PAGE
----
There are several ways to make your kids eat healthier, but to make them enjoy it also has to be fun as well.  This isn’t always an easy task, because kids normally don’t like foods that are good for them.  It can however, be done with a bit of creativity.  Hopefully, doing this will help your child develop a love of healthy foods for the rest of their lives.                                                                                                                                                                                                                Eating, Food, Fruit, Health, Human nutrition, Nutrition, Ranch dressing, Vegetable, Whole grain

For the Best Breakfasts, Look to Our Neighbors


For The Best Breakfasts,Look to Our Neighbors                                                                                                                                                                                                                                                                                                                                             The benefits of breakfast are almost too numerous to list. Breakfast wakes up your metabolism after sleep and starts you burning calories. It reduces stress hormones and improves your mood. It improves your memory and your alertness, and gives you energy for work. And for reasons that are still not entirely understood, it is widely demonstrated that people who eat breakfasts are slimmer, and find it easier to keep weight off once they lose it.So it’s not hard to see that breakfast is an easy win. Yet many people are almost afraid of this simple meal because they’re unsure what they’re supposed to eat. Eggs? Cereal? Yogurt? Is there a magic recipe?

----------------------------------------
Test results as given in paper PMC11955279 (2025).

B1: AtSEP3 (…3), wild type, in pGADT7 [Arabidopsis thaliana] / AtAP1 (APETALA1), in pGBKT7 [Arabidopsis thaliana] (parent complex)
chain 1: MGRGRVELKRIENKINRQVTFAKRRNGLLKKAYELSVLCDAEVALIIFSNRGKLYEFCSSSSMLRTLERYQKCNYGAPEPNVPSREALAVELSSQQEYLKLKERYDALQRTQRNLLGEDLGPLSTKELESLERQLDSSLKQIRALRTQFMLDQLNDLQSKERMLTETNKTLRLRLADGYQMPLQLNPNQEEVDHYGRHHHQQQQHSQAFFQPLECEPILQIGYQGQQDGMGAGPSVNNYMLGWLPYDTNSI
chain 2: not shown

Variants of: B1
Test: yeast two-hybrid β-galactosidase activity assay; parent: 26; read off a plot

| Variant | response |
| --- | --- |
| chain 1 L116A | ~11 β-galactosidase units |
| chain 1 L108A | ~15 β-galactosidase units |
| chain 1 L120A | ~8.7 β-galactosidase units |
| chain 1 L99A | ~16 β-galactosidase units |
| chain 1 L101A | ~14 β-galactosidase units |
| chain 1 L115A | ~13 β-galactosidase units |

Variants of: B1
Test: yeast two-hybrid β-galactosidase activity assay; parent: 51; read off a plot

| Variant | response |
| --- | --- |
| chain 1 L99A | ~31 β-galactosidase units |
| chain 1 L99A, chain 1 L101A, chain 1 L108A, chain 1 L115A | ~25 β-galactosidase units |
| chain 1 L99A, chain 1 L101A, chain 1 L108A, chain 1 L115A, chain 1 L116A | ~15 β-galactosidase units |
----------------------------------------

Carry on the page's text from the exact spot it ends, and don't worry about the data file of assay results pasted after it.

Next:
Let’s think about what people eat in other cultures. When I was growing up in Peru, I don’t remember opening a box of cereal. We ate fresh, whole foods — like whole-grain bread with marmalade, fruit, and eggs. On the weekends we often ate a sort of beef stir-fry (lomo saltado), served on a sandwich, or even tamales. If you had a hangover, breakfast was ceviche. (That’s raw fish cured with lime juice!) When I look at other cultures, I see something similar — traditional breakfasts involve whole foods that mix protein, carbohydrate and fats. In Japan, for instance, rice, fish and miso soup come together for the morning meal. In Israel, it might include eggs, bread, cheese and a tomato/cucumber salad.

What all these breakfasts have in common is that they are not made of processed foods (other than breads — but even then, these are whole-grain breads) and they are not all from one food type (carbohydrates or proteins). They have the same qualities that make up a good dinner: fresh ingredients and a blend of protein, fat and carbohydrates. In fact, in many countries a typical breakfast is composed out of the leftovers of what was used to make traditional dinners! So if you stock your refrigerator with fresh ingredients, and keep on hand basic, healthy staples like eggs, meats, vegetables, fruits and whole grains, you will always have the makings of a superb breakfast.

Here is breakfast at the Espresso Bar. Pros: Y...

Here is breakfast at the Espresso Bar. Pros: Yummy plates. Nice big eggs. Excellent coffee. Cons: ok salad, ok bread, ok juice. Personal tilt: loved the place. Overall: 8.5/10 About The 7 Breakfasts series: My employers gave me seven free double-breakfast coupons with a certificate of appreciation thingy. Me and Moran, hopeless breakfast fanatics, decided to document each of the morning glories. (Photo credit: Wikipedia)

Here are my four principles regarding breakfast:

1. Any breakfast is better than no breakfast. Eat something, even if it’s little.